If you do multilingual installations and you need to install SQL Server, this post will save you a lot of time.
Recently I was doing some research for a potential project that was installing SQL Server 2008 Express on Windows systems in Europe. What’s interesting about this requirement is that the account names that are passed to SQL Server on the command line are going to be in different languages, depending on the country. This creates a problem. So, let’s look at that.
In InstallShield, you can add the installation of SQL Server 2008 Express to your installation. Remember, in the Redistributables view, it is listed as a prerequisite, and prerequisites come in two different forms. Setup Prerequistes and Feature Prerequisites.
A Setup Prerequisite is not associated with a feature, but is installed by the bootstrapper, Setup.exe, before the main installation takes place. A Feature Prerequisite is associated with a Feature and the user can select or deselect it for installation.
If you view the SQL Server 2008 Express prerequisite in the Prerequisite Editor, and go to the Application to Run tab, you will see the command line that is executed when the prerequisite is run. Here is the command line:
The default command line that InstallShield provides has no account references. We will need to use a different command line. Here is the command line I use to do a basic installation of SQL Server 2008 Express:
/q /ACTION=Install /FEATURES=SQL /INSTANCENAME=SQLEXPRESS /SQLSVCACCOUNT=”NT AUTHORITY\SYSTEM” /SQLSYSADMINACCOUNTS=”BUILTIN\ADMINISTRATORS”
/AGTSVCACCOUNT=”NT AUTHORITY\Network Service”
In the command line, there are three domain/account pairs. Here are the values on an English system:
- SQLSVCACCOUNT is equal to NT AUTHORITY\SYSTEM
- SQLSYSADMINACCOUNTS is equal to BUILTIN\ADMINISTRATORS
- AGTSVCACCOUNT is equal to NT AUTHORITY\Network Service
The domain/account pairs are the problem as they will be different values in different countries. The job is to retrieve the local language-specific domain/account names in each country. To do that, you need to use Security Identifiers or SIDs.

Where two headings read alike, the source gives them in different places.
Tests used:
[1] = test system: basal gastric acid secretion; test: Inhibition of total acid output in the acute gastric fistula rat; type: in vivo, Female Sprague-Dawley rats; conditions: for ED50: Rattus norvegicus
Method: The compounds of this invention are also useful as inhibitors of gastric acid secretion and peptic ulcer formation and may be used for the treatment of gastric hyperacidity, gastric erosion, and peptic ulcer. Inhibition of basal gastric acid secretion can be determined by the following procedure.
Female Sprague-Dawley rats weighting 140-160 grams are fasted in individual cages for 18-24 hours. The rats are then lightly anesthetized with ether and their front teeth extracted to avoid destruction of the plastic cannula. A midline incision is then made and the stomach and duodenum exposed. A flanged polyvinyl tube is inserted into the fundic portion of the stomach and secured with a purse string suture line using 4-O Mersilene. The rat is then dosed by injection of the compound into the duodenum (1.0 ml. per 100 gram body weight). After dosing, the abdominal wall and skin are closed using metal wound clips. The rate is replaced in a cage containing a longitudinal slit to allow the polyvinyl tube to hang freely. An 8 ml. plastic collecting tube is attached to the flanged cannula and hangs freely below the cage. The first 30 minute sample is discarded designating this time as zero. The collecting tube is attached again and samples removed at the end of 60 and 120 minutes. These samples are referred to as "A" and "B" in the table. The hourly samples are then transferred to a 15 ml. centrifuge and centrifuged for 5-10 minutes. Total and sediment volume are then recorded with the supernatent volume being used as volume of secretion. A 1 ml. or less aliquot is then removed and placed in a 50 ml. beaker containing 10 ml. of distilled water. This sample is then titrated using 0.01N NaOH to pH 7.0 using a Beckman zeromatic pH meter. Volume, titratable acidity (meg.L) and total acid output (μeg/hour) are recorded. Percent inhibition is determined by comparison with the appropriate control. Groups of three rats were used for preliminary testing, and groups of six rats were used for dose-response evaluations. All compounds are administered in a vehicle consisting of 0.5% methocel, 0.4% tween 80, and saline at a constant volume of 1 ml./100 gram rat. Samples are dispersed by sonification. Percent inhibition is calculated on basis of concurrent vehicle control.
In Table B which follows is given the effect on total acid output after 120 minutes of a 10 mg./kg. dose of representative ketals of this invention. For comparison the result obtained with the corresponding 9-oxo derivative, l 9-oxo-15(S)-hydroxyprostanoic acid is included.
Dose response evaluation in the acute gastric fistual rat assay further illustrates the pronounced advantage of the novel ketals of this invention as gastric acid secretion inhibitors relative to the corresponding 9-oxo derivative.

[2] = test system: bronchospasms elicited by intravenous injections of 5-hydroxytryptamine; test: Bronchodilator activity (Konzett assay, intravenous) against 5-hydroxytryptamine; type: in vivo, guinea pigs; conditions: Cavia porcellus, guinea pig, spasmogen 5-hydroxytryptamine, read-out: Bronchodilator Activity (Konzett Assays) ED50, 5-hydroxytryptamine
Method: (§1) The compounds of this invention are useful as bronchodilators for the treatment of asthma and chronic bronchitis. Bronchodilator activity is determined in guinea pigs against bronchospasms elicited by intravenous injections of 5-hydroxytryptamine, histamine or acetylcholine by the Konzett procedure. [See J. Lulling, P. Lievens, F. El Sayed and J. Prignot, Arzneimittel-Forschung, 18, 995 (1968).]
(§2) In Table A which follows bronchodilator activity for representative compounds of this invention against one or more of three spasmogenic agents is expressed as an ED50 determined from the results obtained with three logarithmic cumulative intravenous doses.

After some investigation, I found the easiest method was to use SID enumerations. Here is an example of the C# code needed to retrieve the account name value for SQLSVCACCOUNT:
SecurityIdentifier sid = new SecurityIdentifier(WellKnownSidType.LocalSystemSid, null);
NTAccount acct = (NTAccount)sid.Translate(typeof(NTAccount));
string strSqlSvcAccountName = acct.Value.ToString();
From the sample, you can see that I still use Hungarian notation for some things. I know that with C# programming in .NET, Microsoft has said we are not supposed to use Hungarian notation anymore, because you would generally know what types that variables would be. Well, not if there are hundreds or thousands of variables to remember. Therefore, I never followed that recommendation and still use Hungarian notation, especially in InstallScript code. So sue me.
The key in the code sample is to use the WellKnownSidType.LocalSystemSid value. The alternatives involve more work. There are WellKnowSidTypes for the other two accounts as well.
Now that we have the domain/account pairs, how do we get SQL Server to use them during its installation?
You can’t install SQL as a setup prerequisite or a feature prerequisite, because there is no way to pass the account names to the prerequisite. You can only mimic what InstallShield does when it installs a feature prerequisite.
InstallShield tech support told me they run the feature prerequisite’s installation during the User Interface sequence of the installation. We need to mimic that behavior.
Here would be the general flow of things:
If you are using InstallScript or InstallScript MSI projects, you would need to create some InstallScript functions to do the work. Just call the functions before or after the file transfer has taken place.